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Does the C99 standard mandate that a conforming compiler have a 64-bit int64_t defined (and usable)? Or is it optional, and just happens to be defined by all popular compilers? I'm obviously asking specifically about platforms on which the CPU can't process 64-bit values directly, but the question is more general

I can't really figure this out from the C data types Wikipedia page, nor from this answer to a related question.

  • Not sure about C99, but int64_t is definitely optional in C11, except when it's not. See section 7.20.1.1 of the C11 specification for details. – user3386109 Feb 27 at 22:57
  • @user3386109: Could I trouble you for a link? Also, your phrasing is rather cryptic. – einpoklum Feb 27 at 22:59
  • Sorry, I don't have a link. But the draft of the C11 specification is freely available online, and can be found by searching for N1570 – user3386109 Feb 27 at 23:01
  • Link to C11 draft. The types are optional but should be provided if the machine architecture has an appropriate type, and must be provided if some integer type has the same characteristics. – rici Feb 27 at 23:03
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    Anyway, the answer is "no". You cannot count on the types existing. – rici Feb 27 at 23:08
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Does the C99 standard mandate that a conforming compiler have a 64-bit int64_t defined (and usable)? Or is it optional, and just happens to be defined by all popular compilers?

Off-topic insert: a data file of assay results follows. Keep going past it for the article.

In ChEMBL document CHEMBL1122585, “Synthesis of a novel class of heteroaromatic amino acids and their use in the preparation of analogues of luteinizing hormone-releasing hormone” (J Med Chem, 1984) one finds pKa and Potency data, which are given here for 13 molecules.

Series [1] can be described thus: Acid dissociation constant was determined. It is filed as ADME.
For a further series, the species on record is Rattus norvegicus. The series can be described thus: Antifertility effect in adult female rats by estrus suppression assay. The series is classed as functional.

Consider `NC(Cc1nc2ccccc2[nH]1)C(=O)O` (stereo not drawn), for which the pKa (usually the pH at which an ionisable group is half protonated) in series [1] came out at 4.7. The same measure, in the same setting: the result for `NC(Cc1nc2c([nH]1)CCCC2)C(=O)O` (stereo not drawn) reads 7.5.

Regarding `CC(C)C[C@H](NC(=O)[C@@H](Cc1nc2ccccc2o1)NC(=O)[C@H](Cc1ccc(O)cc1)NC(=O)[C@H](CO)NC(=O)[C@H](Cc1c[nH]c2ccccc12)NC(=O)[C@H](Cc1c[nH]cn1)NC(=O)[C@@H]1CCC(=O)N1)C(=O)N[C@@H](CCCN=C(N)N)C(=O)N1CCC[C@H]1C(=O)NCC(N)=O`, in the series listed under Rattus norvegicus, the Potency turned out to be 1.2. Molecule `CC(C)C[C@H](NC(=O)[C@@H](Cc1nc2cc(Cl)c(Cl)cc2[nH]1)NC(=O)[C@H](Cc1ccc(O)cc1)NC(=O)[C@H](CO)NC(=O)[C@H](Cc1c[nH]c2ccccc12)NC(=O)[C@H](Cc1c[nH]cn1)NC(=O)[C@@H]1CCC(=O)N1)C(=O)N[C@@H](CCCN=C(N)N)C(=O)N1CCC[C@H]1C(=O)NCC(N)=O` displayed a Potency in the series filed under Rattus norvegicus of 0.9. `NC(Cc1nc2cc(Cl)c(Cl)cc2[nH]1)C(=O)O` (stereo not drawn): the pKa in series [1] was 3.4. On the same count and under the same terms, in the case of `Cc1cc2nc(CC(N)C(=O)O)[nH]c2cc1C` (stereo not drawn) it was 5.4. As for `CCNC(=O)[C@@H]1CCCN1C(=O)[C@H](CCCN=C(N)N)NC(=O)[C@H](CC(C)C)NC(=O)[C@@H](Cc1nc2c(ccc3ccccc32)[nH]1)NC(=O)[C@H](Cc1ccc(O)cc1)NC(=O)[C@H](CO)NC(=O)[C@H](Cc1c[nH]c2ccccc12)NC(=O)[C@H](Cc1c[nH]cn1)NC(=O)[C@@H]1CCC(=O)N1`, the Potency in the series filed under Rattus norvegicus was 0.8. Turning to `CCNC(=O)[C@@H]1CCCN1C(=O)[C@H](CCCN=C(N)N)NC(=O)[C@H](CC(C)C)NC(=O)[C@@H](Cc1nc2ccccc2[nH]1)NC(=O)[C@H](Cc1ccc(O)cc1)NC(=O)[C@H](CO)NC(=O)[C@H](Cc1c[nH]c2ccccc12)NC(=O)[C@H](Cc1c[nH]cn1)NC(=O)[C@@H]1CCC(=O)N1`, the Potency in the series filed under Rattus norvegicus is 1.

The type is optional, in one sense, and conditionally required in a different sense. Specifically, C99 says,

The typedef name intN_t designates a signed integer type with width N , no padding bits, and a two's complement representation. [...]

These types are optional. However, if an implementation provides integer types with widths of 8, 16, 32, or 64 bits, no padding bits, and (for the signed types) that have a two's complement representation, it shall define the corresponding typedef names.

Thus, int64_t is optional in the sense that a conforming implementation is not required to provide any type that exactly matches the characteristics of an int64_t, and if it doesn't, then it needn't (indeed, must not, according to another section) provide type int64_t.

C99 does specify that there is a type long long int whose required minimum range necessitates a representation at least 64 bits wide. Now it is possible that in some implementation there is no signed integer type exactly 64 bits wide (for example, maybe int is 24 bits, long 48, and long long 96), and it is possible that there is a 64-value-bit integer type, but it contains padding bits or is not represented in two's complement. Such implementations could be fully conforming and yet not define an int64_t. In practice, though, there aren't any such implementations in common use today.

  • So can you have a C99-conforming compiler which does not provide int64_t? I mean, can, say long long have a non-power-of-2 size, or 128 bits, and int64_t be missing? – einpoklum Feb 28 at 8:33